Putting error bars on figures is surprisingly complicated sometimes (even in Excel...). I have to google it every time for R. Various packages can do it, but base R also has some functions that will help (segments and arrows). I like arrows() because you don't have to draw extra bits to get the nice line on the end of your error bars, which it seems you need to do if you use segments().

#Plot your center points; you could use your averages or other value here.

#Play around with the values in x and y to see what numbers move which part.

plot(x=c(1,2),

y=c(2,3),

xlim=c(0,3),

ylim=c(0,5),

xlab="x",

ylab="y",

pch=21, bg="black")

#Here are error bars on the left point at (1,2).

arrows(x0=c(1,1),

y0=c(2,2),

x1=c(1,1),

y1=c(1,3),

length=0.25,

angle=90)

#you can draw each error bar one at a time to get a better idea of how the code works.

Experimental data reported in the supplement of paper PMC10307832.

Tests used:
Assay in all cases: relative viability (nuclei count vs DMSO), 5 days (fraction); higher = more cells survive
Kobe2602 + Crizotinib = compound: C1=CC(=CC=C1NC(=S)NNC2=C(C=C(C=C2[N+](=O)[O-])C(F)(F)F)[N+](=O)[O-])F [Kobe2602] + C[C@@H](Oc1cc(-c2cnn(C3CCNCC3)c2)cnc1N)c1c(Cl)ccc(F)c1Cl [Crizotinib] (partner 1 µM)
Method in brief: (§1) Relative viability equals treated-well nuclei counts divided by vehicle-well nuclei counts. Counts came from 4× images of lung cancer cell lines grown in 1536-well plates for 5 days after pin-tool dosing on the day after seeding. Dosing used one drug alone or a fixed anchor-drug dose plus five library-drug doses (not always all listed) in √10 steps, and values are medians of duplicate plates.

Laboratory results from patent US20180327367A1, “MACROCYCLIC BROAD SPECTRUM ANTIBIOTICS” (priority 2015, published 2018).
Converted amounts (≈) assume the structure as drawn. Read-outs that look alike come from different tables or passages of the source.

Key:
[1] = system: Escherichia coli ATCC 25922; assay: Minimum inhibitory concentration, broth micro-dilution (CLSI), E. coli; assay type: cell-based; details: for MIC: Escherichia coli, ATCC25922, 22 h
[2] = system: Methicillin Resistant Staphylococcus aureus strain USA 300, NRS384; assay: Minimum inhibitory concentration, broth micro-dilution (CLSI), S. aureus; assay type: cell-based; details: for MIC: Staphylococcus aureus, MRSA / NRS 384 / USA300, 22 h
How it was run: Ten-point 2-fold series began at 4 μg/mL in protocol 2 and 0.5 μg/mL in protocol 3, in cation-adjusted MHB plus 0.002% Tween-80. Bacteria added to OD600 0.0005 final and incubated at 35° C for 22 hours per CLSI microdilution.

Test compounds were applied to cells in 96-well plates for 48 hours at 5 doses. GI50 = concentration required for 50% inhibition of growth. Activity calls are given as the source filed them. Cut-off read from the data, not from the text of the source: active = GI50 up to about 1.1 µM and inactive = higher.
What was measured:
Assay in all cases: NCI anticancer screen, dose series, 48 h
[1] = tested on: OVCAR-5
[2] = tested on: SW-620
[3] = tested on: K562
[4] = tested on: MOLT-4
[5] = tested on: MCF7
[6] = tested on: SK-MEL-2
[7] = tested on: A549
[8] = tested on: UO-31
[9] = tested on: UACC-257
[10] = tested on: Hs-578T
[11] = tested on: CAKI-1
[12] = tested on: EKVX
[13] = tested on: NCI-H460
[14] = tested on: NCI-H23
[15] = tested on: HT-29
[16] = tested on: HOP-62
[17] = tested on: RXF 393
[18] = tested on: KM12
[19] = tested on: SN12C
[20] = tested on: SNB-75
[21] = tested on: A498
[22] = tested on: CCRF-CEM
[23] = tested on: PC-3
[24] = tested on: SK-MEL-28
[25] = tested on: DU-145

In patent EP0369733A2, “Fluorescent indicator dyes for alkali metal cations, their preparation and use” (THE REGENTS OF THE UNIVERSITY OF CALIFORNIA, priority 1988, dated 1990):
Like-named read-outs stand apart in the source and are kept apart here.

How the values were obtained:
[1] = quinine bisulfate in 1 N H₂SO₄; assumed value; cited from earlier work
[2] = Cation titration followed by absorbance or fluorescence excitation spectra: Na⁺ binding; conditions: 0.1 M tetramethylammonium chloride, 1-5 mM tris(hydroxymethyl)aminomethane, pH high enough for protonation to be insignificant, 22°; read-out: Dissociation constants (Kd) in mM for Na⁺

#I show these in blue so you can see as it draws over the original bar on the plot.

arrows(x0=c(1),

y0=c(2),

x1=c(1),

y1=c(1),

length=0.25,

angle=90,

col="blue")

#top error bar.

arrows(x0=c(1),

y0=c(2),

x1=c(1),

y1=c(3),

length=0.25,

angle=90,

col="blue")

#Then let's re-do the plot and draw error bars for both points at the same time.

plot(x=c(1,2),

y=c(2,3),

xlim=c(0,3),

ylim=c(0,5),

xlab="x",

ylab="y",

pch=21, bg="black")

arrows(x0=c(1,1,2,2),

y0=c(2,2,3,3),

x1=c(1,1,2,2),

y1=c(1,3,2,4),

length=0.25,

angle=90)

#You can see you end up with a list of points,

#so you can set these values from other calculations you make of

#standard deviation, standard error, confidence intervals,

#or whatever you are using.

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